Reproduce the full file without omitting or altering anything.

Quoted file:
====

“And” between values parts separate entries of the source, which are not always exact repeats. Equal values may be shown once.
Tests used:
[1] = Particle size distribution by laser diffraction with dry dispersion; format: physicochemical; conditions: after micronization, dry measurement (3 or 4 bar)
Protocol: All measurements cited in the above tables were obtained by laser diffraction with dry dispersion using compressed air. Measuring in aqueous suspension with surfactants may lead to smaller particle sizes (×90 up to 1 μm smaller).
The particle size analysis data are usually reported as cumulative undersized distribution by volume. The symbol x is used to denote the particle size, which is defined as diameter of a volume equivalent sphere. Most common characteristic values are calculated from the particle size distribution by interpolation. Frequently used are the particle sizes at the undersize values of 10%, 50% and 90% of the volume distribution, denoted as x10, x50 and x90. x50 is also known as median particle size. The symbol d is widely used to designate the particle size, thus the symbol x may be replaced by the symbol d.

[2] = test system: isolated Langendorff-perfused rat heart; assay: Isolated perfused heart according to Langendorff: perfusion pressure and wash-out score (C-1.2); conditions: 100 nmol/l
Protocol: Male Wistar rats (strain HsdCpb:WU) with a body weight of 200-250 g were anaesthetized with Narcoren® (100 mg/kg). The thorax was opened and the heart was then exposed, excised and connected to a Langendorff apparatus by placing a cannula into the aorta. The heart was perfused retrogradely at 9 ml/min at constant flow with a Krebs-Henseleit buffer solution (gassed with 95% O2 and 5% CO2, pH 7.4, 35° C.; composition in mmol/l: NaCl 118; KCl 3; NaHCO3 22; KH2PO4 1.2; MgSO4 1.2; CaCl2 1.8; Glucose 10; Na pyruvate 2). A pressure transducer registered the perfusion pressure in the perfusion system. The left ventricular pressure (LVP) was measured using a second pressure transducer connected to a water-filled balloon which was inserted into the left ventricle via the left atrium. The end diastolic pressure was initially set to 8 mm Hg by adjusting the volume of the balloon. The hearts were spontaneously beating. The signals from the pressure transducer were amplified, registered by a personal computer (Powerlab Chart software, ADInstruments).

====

“And” between values parts separate entries of the source, which are not always exact repeats. Equal values may be shown once.
Tests used:
[1] = Particle size distribution by laser diffraction with dry dispersion; format: physicochemical; conditions: after micronization, dry measurement (3 or 4 bar)
Protocol: All measurements cited in the above tables were obtained by laser diffraction with dry dispersion using compressed air. Measuring in aqueous suspension with surfactants may lead to smaller particle sizes (×90 up to 1 μm smaller).
The particle size analysis data are usually reported as cumulative undersized distribution by volume. The symbol x is used to denote the particle size, which is defined as diameter of a volume equivalent sphere. Most common characteristic values are calculated from the particle size distribution by interpolation. Frequently used are the particle sizes at the undersize values of 10%, 50% and 90% of the volume distribution, denoted as x10, x50 and x90. x50 is also known as median particle size. The symbol d is widely used to designate the particle size, thus the symbol x may be replaced by the symbol d.

[2] = test system: isolated Langendorff-perfused rat heart; assay: Isolated perfused heart according to Langendorff: perfusion pressure and wash-out score (C-1.2); conditions: 100 nmol/l
Protocol: Male Wistar rats (strain HsdCpb:WU) with a body weight of 200-250 g were anaesthetized with Narcoren® (100 mg/kg). The thorax was opened and the heart was then exposed, excised and connected to a Langendorff apparatus by placing a cannula into the aorta. The heart was perfused retrogradely at 9 ml/min at constant flow with a Krebs-Henseleit buffer solution (gassed with 95% O2 and 5% CO2, pH 7.4, 35° C.; composition in mmol/l: NaCl 118; KCl 3; NaHCO3 22; KH2PO4 1.2; MgSO4 1.2; CaCl2 1.8; Glucose 10; Na pyruvate 2). A pressure transducer registered the perfusion pressure in the perfusion system. The left ventricular pressure (LVP) was measured using a second pressure transducer connected to a water-filled balloon which was inserted into the left ventricle via the left atrium. The end diastolic pressure was initially set to 8 mm Hg by adjusting the volume of the balloon. The hearts were spontaneously beating. The signals from the pressure transducer were amplified, registered by a personal computer (Powerlab Chart software, ADInstruments).